Jones stressed that, without further detail, any discussion of a loss of funding was still purely speculative. Given the rhetoric about supporting HBCUs, however, the logical presumption would appear to be that HSIs would feel the blow instead of HBCUs.
HBCUs would also be significantly impacted by any changes to the Pell program. “It’s critical to remember that 70 percent of HBCU students are Pell recipients, so any changes to that program will have a significant impact,” Jones said.
According to a recent Ed Trust report, all of the nation’s four-year HBCUs serve a student population that is at least 40 percent Pell eligible. Approximately half serve student population that is three-quarters Pell eligible.
Shaw University, in Raleigh, North Carolina, is one such example, serving a student population that is nearly 80 percent Pell eligible. Dr. Tashni-Ann Dubroy, Shaw president, said that restoring year-round Pell grants would be of tremendous benefit to her students, allowing them to complete college faster and with less financial stress.
“I can tell you that we want to see our students graduate within a four-year period, and by having access to federal funding over the entire year, it would certainly give them a leg up with regard to graduating on time and with less debt,” Dubroy told Diverse.
The budget proposal still leaves room for the renewal of year-round Pell, “mathematically speaking,” said Carrie Warick, director of policy and advocacy at the National College Access Network (NCAN).
More troublingly, the budget proposes redirecting “surplus” Pell dollars, amounting to $3.9 billion, to areas outside of education. This would leave the Pell program at risk in future years, Warick said. Surplus Pell funding is held in reserve for years when there is higher student demand for Pell dollars.
“Pell funding is cyclical,” Warick explained. “When the economy goes down, more students qualify for Pell, and more students are more likely to consider going into higher education to start a new career path.
“That is why we are always concerned with moving any money that appears to be ‘extra’ out of Pell, because we don’t know what’s going to happen in the future, and we don’t know what future student needs are,” she continued.
The administration is also seeking to make cuts to or eliminate student development programs, like TRIO, GEAR-UP, and AmeriCorps. Reducing or eliminating these programs would have an outsize effect on low-income students’ ability to access college, Warick said.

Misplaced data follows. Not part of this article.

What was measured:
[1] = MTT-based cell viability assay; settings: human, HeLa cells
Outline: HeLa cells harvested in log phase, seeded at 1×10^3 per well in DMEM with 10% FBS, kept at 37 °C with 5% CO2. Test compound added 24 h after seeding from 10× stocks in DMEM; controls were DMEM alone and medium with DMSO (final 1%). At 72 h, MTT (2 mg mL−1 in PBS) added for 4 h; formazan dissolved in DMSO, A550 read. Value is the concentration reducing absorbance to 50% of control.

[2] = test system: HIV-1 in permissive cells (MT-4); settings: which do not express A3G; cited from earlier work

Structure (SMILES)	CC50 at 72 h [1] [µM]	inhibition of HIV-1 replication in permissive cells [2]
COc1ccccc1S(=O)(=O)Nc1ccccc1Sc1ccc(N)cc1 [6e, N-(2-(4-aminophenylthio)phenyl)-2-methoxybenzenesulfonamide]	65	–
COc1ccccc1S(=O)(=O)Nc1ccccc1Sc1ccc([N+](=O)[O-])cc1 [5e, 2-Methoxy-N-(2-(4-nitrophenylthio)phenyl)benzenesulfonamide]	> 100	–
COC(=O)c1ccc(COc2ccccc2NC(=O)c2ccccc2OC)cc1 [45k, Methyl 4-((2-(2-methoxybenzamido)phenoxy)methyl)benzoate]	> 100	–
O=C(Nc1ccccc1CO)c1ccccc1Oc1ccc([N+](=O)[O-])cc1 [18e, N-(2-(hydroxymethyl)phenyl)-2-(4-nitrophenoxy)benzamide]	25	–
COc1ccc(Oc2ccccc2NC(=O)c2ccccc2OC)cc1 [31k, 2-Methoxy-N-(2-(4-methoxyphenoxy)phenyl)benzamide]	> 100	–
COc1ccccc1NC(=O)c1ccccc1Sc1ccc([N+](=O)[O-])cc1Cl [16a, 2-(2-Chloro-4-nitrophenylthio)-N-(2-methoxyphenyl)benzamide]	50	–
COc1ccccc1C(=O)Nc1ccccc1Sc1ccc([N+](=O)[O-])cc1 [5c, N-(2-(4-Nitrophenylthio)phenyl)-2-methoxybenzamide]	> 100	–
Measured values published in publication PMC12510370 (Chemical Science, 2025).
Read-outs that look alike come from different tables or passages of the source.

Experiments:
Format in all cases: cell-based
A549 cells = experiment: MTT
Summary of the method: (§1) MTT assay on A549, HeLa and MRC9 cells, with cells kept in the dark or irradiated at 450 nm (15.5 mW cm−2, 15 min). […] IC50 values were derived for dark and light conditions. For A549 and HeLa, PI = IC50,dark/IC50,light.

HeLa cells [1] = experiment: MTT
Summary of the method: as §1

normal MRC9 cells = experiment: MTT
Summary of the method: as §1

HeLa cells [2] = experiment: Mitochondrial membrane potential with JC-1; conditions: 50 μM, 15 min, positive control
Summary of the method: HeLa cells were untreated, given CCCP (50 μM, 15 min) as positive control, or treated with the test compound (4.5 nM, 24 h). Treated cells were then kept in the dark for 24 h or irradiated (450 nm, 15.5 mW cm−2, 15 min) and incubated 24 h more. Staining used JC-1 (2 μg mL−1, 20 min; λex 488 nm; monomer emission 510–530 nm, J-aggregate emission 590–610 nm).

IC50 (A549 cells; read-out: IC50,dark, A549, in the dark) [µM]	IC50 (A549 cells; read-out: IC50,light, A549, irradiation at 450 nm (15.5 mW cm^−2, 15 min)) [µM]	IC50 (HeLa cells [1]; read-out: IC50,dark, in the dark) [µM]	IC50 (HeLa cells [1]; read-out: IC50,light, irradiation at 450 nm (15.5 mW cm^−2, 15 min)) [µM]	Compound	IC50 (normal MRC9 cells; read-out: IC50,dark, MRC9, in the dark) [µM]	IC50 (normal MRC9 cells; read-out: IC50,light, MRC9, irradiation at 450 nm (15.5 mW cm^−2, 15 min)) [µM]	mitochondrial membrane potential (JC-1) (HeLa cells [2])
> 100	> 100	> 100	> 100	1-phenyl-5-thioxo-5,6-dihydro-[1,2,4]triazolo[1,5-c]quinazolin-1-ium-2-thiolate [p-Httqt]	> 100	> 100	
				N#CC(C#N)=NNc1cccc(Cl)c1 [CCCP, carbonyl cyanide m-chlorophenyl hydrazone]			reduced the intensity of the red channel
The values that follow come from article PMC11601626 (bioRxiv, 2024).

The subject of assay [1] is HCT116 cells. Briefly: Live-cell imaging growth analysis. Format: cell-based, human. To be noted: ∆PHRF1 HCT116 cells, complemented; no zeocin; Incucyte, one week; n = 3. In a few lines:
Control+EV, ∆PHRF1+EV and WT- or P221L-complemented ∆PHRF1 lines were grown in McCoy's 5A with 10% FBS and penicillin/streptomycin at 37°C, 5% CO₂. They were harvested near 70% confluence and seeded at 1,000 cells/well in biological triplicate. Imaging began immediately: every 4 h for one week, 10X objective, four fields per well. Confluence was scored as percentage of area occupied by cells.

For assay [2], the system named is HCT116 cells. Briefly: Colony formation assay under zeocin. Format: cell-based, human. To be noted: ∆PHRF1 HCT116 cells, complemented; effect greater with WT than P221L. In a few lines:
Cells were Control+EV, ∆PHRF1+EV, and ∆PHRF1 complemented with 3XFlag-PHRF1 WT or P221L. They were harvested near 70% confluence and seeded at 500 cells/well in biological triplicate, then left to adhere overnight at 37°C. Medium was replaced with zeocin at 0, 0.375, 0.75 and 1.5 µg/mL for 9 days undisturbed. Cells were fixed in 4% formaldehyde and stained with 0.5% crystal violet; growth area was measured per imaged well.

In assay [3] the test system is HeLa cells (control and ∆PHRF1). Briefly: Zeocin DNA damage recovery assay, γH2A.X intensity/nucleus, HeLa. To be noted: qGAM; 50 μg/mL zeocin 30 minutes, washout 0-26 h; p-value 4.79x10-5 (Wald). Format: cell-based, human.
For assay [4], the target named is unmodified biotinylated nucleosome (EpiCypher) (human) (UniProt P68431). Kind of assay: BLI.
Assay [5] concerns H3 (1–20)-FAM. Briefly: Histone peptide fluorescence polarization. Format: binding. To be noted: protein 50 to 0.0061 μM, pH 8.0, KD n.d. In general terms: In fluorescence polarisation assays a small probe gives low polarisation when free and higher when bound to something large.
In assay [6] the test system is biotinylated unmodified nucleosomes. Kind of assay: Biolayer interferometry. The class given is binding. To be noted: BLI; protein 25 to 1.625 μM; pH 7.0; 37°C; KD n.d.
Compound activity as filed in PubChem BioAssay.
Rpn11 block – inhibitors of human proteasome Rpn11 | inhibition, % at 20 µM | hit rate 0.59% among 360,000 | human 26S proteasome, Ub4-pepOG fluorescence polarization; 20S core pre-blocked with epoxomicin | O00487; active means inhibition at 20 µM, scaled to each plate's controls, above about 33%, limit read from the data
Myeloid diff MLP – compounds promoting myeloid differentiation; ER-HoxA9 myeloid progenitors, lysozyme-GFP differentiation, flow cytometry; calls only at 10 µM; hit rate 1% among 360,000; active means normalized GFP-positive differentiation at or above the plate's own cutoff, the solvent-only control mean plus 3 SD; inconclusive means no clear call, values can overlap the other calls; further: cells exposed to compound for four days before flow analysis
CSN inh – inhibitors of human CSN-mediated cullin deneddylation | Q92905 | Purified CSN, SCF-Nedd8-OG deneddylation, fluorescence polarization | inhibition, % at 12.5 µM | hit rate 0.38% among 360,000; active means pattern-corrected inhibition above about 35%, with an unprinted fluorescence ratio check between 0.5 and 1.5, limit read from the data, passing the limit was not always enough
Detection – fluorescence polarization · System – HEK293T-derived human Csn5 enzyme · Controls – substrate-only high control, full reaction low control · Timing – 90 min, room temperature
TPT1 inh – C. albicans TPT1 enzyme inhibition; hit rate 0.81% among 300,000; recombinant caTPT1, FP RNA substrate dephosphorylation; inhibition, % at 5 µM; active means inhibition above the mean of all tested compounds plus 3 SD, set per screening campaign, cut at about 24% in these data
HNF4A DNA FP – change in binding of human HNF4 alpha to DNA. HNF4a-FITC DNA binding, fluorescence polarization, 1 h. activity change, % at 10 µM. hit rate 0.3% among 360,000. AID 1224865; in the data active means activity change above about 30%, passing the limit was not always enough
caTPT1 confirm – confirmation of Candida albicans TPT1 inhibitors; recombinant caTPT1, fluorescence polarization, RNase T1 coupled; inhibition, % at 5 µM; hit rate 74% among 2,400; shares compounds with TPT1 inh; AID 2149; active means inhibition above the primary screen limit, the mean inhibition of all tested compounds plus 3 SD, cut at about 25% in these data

“Students are successful in higher education if they’re both able to afford it and if they have the proper supports that they need to go through the process, particularly low-income students and students who are first in their family to attend college,” she commented. “We know that additional advising and tutoring helping them navigate the college process, which they are unlikely to get from a family member [if they are first generation to college], is very important.
“Maintaining the maximum Pell Grant is incredibly important, but for students to truly to be successful they need the supports provided by these other programs,” Warick said.
Others also see risks for disadvantaged students in the budget proposal.
“I’m befuddled,” Wilson commented. “I don’t know what the basic philosophy is that is undergirding these cuts to programs that are designed to help needy students.”
Although the Department of Education accounts for roughly two-thirds of all federal funding to HBCUs, other agencies provide grants and contracts to HBCUs. That is one area that HBCUs will have to watch out for, according to Dr. Ivory Toldson, president and CEO of the Quality Education for Minorities (QEM) and a Howard University professor. Toldson led the White House Initiative on HBCUs up until the summer of 2016.
HBCUs receive approximately $100 million in grants and contracts from the National Institutes for Health (NIH), and other agencies, Toldson noted. The administration called for cutting NIH’s budget by 20 percent.
“Moving forward from this proposal, we’re going to need a lot more diligence, advocacy and awareness of these opportunities outside of Title III and make sure that federal agencies aren’t looking at their investment in HBCUs first as a way to mitigate the impact of some of the cuts to their agencies,” Toldson said.
Staff writer Catherine Morris can be reached at email@example.com.